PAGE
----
Well, I think I'd been writing something. I don't know whether it was for the yearbook or what it was, but I had picked up on this wonderful collection of different research activities that all clustered around paleoclimate; clearly exciting, and important. And Wally [Wallace S. Broecker], of course, is the leader of that activity, the intellectual leader. But I didn't have any crisp, fully formed ideas about what I wanted to do. What we did, of course, was take the Vetlesen money and make an endowment out of it. It generated income each year that could support a post-doc. Wally and later Mark Kane and others who were doing work of that sort, decided how to spend the money. So it was their little endowment to play around with — useful money to have. I'd like to say I had this really well thought out scheme, but I didn't at all.
I was curious when you came to Lamont whether you thought that Lamont might invest more in environmental studies than they were doing?
Actually, the only thing I thought was something that Lamont might pursue a bit more was studies in things that had happened from Pleistocene to the recent. And that really does involve climatic variability as much as anything else. But I don't think the word climate had ever crossed my lips before I went there except in the normal conversational sense. I just had a kind of intuitive sense that that was an area where they could make some progress.
Yeah. Did you come to know Gordon Jacoby?
I was wondering if he was contributing to the ideas of building this as an activity.
To some degree. I had gotten interested in Gordon [Jacoby]'s statistical work on, based on tree rings, which established probabilities for droughts; rain fall variability. And even though one mightn't have any more deterministic basis for predicting, the climate might change in some way, at least you had some statistics. So, in fact, when we got moving on this, I was trying to raise more money. I imagined that you could take curves of the world food supply as a function of time, and the world population's demand on food as a function of time, and that during periods like the droughts of the 30s, the modulation of the supply curve might actually bring it down to intersect with the demand curve. I thought we could use something like that to sell our case. So I got some agricultural economist from Columbia along with Wally and Jim Hays, to meet together and see if they couldn't proceed towards producing a paper with the same hypothetical graph of this sort as a call to the world that climate research was really quite important. I saw Wally the next day and I said, “How did it go?” And he said, you know, he said, we sat there together for about a half an hour. He said, “I couldn't understand a word the guy said.” And finally he just went on back to Columbia and that was that. The two cultures issue is still a problem, but it's getting less so I think. People finally are beginning just to understand each other, scientists and social scientists.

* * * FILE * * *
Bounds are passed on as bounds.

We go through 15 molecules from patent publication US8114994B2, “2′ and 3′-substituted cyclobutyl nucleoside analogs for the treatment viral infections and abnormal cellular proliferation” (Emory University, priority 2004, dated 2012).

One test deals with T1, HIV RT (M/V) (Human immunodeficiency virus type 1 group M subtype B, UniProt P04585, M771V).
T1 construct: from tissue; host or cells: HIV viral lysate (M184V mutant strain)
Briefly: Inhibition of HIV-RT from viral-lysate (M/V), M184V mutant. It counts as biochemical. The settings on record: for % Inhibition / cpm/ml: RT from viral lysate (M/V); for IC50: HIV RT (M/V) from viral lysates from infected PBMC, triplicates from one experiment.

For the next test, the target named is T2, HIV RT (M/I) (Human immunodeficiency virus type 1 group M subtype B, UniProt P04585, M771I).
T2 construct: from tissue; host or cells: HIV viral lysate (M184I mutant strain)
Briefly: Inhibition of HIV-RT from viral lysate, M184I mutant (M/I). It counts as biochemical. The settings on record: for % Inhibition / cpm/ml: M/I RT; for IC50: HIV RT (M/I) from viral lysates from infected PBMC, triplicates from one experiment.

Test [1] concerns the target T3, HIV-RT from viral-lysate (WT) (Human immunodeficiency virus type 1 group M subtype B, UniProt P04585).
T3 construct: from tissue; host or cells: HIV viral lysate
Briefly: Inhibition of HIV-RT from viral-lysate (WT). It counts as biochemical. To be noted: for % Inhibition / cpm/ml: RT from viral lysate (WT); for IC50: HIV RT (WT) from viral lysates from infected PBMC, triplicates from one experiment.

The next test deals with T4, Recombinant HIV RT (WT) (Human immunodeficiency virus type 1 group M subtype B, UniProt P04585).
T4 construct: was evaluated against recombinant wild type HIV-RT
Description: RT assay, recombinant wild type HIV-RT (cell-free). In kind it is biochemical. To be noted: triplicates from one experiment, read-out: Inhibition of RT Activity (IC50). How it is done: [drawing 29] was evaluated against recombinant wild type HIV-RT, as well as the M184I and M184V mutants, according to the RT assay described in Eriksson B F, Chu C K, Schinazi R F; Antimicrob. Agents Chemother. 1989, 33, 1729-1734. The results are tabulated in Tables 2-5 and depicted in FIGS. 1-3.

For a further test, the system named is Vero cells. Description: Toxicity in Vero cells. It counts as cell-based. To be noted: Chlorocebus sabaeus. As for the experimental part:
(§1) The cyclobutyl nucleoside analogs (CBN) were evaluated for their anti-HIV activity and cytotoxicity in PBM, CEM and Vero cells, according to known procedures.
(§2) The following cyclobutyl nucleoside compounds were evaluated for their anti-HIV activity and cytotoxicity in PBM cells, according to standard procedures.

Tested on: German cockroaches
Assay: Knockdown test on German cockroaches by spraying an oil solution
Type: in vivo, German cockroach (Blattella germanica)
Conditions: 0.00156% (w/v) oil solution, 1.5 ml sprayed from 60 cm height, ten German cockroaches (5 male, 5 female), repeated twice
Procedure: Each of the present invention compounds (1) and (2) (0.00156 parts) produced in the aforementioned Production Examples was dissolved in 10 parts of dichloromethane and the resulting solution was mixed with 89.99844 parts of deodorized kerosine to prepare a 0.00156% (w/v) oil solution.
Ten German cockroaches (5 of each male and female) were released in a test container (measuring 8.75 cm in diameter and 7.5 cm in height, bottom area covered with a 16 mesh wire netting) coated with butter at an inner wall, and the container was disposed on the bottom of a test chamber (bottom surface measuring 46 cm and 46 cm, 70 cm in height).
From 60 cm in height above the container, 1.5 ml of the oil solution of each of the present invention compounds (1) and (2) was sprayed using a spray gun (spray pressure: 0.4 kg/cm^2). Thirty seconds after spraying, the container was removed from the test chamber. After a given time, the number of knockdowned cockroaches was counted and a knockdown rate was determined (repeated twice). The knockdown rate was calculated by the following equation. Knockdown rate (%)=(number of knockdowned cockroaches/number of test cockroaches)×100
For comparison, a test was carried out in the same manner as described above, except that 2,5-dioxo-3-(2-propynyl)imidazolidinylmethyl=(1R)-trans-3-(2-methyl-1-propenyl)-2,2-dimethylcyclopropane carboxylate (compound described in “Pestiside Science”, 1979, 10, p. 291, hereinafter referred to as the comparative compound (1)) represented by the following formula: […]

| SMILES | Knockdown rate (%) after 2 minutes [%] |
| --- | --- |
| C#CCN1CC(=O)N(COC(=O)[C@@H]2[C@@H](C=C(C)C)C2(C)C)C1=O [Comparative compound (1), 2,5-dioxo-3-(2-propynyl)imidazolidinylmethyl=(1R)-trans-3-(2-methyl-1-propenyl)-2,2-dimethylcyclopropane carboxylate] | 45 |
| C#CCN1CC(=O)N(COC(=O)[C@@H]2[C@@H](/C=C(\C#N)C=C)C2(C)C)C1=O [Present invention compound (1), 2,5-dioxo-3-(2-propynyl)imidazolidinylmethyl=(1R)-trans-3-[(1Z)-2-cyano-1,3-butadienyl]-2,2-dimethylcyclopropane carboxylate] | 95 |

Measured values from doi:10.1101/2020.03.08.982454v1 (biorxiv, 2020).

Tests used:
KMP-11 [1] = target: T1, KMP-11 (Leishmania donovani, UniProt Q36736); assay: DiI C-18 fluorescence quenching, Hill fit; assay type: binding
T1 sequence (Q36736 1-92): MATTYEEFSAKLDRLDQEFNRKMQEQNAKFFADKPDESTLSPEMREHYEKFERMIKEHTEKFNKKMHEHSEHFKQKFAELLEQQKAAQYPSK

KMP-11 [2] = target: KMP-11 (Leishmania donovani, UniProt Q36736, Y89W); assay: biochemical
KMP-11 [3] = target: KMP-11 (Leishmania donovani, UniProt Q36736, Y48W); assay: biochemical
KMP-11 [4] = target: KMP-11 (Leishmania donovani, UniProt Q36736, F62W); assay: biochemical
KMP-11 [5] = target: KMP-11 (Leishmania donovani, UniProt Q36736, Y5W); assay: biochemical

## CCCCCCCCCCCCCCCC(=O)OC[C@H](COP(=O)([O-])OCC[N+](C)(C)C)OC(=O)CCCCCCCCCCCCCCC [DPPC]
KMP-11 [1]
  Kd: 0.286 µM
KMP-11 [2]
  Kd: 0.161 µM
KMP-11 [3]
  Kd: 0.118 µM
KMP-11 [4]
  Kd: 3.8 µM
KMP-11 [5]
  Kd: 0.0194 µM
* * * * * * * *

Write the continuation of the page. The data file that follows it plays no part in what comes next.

I was curious if your perception was that that kind of activity was seen as not really hard science and something that didn't belong at Lamont by other senior people.
I think some of the more far-sighted people like Wally would certainly accept that the economic and social implications of the work that he was doing has considerable importance, and somehow needs to get translated. Guys like Mark Kane, of course, are obviously very aware of this. But it's just that you don't have any time to educate the social scientists. So you keep doing what you do best. There are other problems. You don't get anywhere if you start publishing articles on matters you know not too much about in journals that nobody has heard of in your field, and so on and so on. So all the rewards of National Academy and big prizes and all these nice things don't come to people who publish in journals quite outside their field. It's extremely rare that people can bridge that gap and do it successfully.
It's the problem of interdisciplinary or multi-disciplinary work.
Yes. We certainly haven't solved that one yet. Though Peter is trying, I believe. But it's a really rocky road ahead, I think, before it becomes successful.